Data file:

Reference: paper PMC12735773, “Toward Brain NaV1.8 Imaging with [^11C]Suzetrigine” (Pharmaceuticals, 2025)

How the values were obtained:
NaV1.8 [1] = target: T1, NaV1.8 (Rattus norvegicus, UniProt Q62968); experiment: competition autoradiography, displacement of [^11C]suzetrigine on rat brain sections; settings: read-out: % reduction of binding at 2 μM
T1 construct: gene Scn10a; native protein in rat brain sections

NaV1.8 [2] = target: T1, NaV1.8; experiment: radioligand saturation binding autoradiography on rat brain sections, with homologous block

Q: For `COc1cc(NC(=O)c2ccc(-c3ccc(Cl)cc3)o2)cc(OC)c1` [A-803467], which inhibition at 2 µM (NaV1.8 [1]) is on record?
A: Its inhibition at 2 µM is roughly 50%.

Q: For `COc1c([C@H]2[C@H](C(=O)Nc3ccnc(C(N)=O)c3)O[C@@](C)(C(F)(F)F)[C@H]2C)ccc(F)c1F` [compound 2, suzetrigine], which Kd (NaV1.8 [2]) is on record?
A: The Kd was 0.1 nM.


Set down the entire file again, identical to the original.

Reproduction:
Reference: paper PMC12735773, “Toward Brain NaV1.8 Imaging with [^11C]Suzetrigine” (Pharmaceuticals, 2025)

How the values were obtained:
NaV1.8 [1] = target: T1, NaV1.8 (Rattus norvegicus, UniProt Q62968); experiment: competition autoradiography, displacement of [^11C]suzetrigine on rat brain sections; settings: read-out: % reduction of binding at 2 μM
T1 construct: gene Scn10a; native protein in rat brain sections

NaV1.8 [2] = target: T1, NaV1.8; experiment: radioligand saturation binding autoradiography on rat brain sections, with homologous block

Q: For `COc1cc(NC(=O)c2ccc(-c3ccc(Cl)cc3)o2)cc(OC)c1` [A-803467], which inhibition at 2 µM (NaV1.8 [1]) is on record?
A: Its inhibition at 2 µM is roughly 50%.

Q: For `COc1c([C@H]2[C@H](C(=O)Nc3ccnc(C(N)=O)c3)O[C@@](C)(C(F)(F)F)[C@H]2C)ccc(F)c1F` [compound 2, suzetrigine], which Kd (NaV1.8 [2]) is on record?
A: The Kd was 0.1 nM.